"I still can't believe that the four of you lived in; a hole in the ground."

"Papa made it seem like a great adventure for Jakob and me. It was dangerous and exciting, but most importantly, we were together. Mama brought with her two tiny candlesticks and candles. Each Friday night she would say the brachot, the blessings over the Shabbat candles. She would light the candles and wave her hands over the flames." Cecile demonstrated the ritual for Franklyn. "Then she would say the blessing and cover her eyes with her hands, like this." Cecile pressed her palms against her face. "Then she would kiss our foreheads and blow out the candles. At home, we would have let them burn down, but under the cottage, Madam Ramon was afraid it would start a fire. I think she was more concerned that it would call attention to our presence beneath her home. Shabbat dinner was the best meal of the week. Papa worked in an office. He did not know how to farm or hunt, but at night, he would go into the forest and return with squirrels, rabbits, or fish he would sometime catch with his bare hands so that we had something special for Shabbat. We ate animals that we would never have eaten at home. Papa said that in the name of survival the Lord would forgive us. After dinner, mama and papa would take turns telling us stories from the Torah, the Old Testament as I think you might know it, until we fell asleep."

"You didn't spend all of your time underground?"

Cecile stifled her laughter with a white-gloved hand. "Did you walk around to the back of the cottage Franklyn?"

"No, I painted it from the other side of the road. I didn't do any exploring."

"Then you don't really understand what you captured so very well." Cecile motioned him to look more closely at the painting. "Right here at the bend of the river, behind this boulder with the quartz vein, we were sheltered from prying eyes. When mama and papa thought that it was safe, the tiny plot of land between the riverbank and the back of the cottage was our entire world. We would bathe and play in the river, and sun ourselves on the grass behind the cottage. When the sun struck the vein of quartz at the right angle, it glimmered like gold."

"It sounds like an idyllic life."

"At first it was. Then the Nazis began to pay Madame Ramon periodic visits. They would drive there in their noisy troop carrier. We had to hide in the cellar and remain absolutely quiet, while they drank the wine that she made from the grapes that grew in the tiny field adjacent to the cottage. Sometimes they would fall asleep and remain in the cottage all night. We would huddle together and keep each other from making any noise that might wake them."

"How long did you stay there?"

"Nearly two years. Things became desperate after papa went out on one of his hunting expeditions and never returned."

"What happened?"

"Monsieur Ramon asked around the village as best as he could without calling too much attention. He learned that a man was captured in the woods by the Nazis and taken back to Lyon. We never heard from him again. With papa gone, life was no longer an adventure, but a daily struggle. Mama did the best that she could. She feared that without the money that Papa gave to the Ramons, they would abandon us. That did not happen. Mama and I helped Madam in the kitchen and around the cottage as best as we could. Jakob kept Monsieur Ramon company and even learned how to play chess. Mama still lit candles on Shabbat, but when she covered her eyes with her hands, tears ran down her checks and she refused to move her hands until she was finished sobbing. Without Papa's money and his excursions into the woods for food, our Friday night meal was a meager offering. We began to lose faith."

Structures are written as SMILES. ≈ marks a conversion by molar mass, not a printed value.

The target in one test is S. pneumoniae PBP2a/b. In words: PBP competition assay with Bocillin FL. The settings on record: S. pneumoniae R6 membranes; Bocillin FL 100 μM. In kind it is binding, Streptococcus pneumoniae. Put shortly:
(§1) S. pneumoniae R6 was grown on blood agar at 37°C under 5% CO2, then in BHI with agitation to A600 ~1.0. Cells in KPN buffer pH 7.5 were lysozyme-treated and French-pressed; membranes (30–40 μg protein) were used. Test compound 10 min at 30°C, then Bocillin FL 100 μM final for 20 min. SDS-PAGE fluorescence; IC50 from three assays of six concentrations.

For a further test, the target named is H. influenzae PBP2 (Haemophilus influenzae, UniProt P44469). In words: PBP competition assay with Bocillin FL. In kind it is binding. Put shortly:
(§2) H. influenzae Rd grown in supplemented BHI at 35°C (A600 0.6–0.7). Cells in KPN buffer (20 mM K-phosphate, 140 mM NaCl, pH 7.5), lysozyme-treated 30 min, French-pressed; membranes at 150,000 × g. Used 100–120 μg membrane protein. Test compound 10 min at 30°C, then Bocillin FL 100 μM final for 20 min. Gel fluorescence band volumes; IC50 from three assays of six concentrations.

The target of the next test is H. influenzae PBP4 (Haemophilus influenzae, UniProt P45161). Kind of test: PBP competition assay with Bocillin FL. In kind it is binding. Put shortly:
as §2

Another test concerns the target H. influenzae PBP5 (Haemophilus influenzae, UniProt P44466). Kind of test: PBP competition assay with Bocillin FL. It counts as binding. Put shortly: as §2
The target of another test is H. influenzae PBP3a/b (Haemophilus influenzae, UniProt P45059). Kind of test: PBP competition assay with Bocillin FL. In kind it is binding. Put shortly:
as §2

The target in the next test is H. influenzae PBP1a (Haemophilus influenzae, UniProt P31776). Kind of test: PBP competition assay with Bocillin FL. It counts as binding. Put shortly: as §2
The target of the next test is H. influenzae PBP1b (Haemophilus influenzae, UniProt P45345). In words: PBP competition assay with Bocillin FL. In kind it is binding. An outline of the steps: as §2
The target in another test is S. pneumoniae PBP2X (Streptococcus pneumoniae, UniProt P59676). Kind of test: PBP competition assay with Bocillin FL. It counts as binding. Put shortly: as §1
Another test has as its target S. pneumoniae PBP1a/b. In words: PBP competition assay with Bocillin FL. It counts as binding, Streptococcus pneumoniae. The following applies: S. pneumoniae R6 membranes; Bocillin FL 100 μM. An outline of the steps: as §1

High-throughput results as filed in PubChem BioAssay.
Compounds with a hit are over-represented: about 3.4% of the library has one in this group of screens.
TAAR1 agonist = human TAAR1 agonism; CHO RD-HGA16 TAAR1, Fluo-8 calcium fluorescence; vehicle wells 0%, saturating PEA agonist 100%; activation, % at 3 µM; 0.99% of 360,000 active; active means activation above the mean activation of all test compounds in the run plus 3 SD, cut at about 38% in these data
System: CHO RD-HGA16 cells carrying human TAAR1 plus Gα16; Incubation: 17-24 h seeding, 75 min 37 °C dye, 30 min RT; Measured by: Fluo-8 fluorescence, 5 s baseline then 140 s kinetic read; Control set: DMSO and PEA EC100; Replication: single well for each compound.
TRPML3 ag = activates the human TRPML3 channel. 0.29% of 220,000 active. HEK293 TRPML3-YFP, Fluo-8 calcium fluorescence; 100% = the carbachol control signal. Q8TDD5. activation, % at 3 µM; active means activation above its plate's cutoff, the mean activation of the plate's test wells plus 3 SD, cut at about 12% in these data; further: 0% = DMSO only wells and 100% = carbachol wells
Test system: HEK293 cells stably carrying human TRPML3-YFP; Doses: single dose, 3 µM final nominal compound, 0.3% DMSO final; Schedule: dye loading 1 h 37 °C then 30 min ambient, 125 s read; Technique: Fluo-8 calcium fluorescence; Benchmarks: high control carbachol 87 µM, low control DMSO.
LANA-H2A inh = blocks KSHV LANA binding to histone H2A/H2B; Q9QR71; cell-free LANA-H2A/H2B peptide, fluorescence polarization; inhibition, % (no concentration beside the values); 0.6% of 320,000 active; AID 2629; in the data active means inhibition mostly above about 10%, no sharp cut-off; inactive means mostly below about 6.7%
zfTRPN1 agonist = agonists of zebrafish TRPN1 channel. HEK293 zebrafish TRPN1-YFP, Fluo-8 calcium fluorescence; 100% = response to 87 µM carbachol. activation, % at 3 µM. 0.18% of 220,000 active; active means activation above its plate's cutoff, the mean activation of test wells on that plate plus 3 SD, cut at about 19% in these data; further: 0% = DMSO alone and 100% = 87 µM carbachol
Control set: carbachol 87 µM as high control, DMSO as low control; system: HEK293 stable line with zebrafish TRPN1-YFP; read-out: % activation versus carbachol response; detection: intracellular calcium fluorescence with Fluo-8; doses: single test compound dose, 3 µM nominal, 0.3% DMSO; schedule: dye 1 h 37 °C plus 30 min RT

Franklyn pointed to the statue of Gandhi. "He said that faith is putting your foot on the first rung of a ladder when you don't know where it leads."

"Mama told us stories from the Torah about people who were tested by God. Abraham. Job. Moses. We were convinced that if there was a God, that he had deserted us. Franklyn, do you believe in God?"

"I haven't been in a church since I was a child, and holidays are merely numbers on a calendar. As a painter, I look for the beauty and symmetry in the world and I see it all around me. As a radiology tech, I see the old and the sick, bent, broken, and wracked with pain. I see people in good health and on the doorstep of death. I look deep under their skin and see the marvels of the human body. No matter what anyone tells me, these wonders didn't come about on their own. Yes, I believe in God."

Cecile caught his hand between her own. "You were going to tell me about that burned out truck," he stammered.

"Yes," she said, slowly releasing his hand.

As she continued her story, Franklyn imagined that he was there with her in the root cellar beneath the cottage. He could see the straw mats that they had slept on and the few items of clothing they had brought with them hanging from the beams that supported the floor above them.

It was mid morning and the children were re-reading the few books that they had read so many times before. The door in the floor opened and Madame Baron slowly climbed down the ladder. She knelt between her son and daughter. "We leave tonight," she said slowly. "I can't tell you when or even how, except that when the time is right, you will surely know it. Leave everything here. Take nothing with you. We can't have anything that will slow us down. Do you understand?" Madam Baron caressed her children's cheeks and sat down with them to wait.